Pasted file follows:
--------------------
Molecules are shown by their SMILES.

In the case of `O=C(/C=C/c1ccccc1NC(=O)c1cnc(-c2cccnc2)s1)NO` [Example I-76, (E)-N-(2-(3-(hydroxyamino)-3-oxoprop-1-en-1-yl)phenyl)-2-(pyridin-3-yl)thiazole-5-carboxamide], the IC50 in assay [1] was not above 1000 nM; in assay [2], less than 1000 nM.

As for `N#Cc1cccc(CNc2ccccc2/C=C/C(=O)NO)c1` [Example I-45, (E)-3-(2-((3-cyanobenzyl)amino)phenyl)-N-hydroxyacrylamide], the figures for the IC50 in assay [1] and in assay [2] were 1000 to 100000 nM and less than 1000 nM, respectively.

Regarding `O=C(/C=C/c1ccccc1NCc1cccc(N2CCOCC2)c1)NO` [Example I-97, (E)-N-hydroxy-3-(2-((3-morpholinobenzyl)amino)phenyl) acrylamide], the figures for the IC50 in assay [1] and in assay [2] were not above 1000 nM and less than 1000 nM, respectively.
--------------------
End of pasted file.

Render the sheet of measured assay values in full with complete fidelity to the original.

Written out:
Molecules are shown by their SMILES.

In the case of `O=C(/C=C/c1ccccc1NC(=O)c1cnc(-c2cccnc2)s1)NO` [Example I-76, (E)-N-(2-(3-(hydroxyamino)-3-oxoprop-1-en-1-yl)phenyl)-2-(pyridin-3-yl)thiazole-5-carboxamide], the IC50 in assay [1] was not above 1000 nM; in assay [2], less than 1000 nM.

As for `N#Cc1cccc(CNc2ccccc2/C=C/C(=O)NO)c1` [Example I-45, (E)-3-(2-((3-cyanobenzyl)amino)phenyl)-N-hydroxyacrylamide], the figures for the IC50 in assay [1] and in assay [2] were 1000 to 100000 nM and less than 1000 nM, respectively.

Regarding `O=C(/C=C/c1ccccc1NCc1cccc(N2CCOCC2)c1)NO` [Example I-97, (E)-N-hydroxy-3-(2-((3-morpholinobenzyl)amino)phenyl) acrylamide], the figures for the IC50 in assay [1] and in assay [2] were not above 1000 nM and less than 1000 nM, respectively.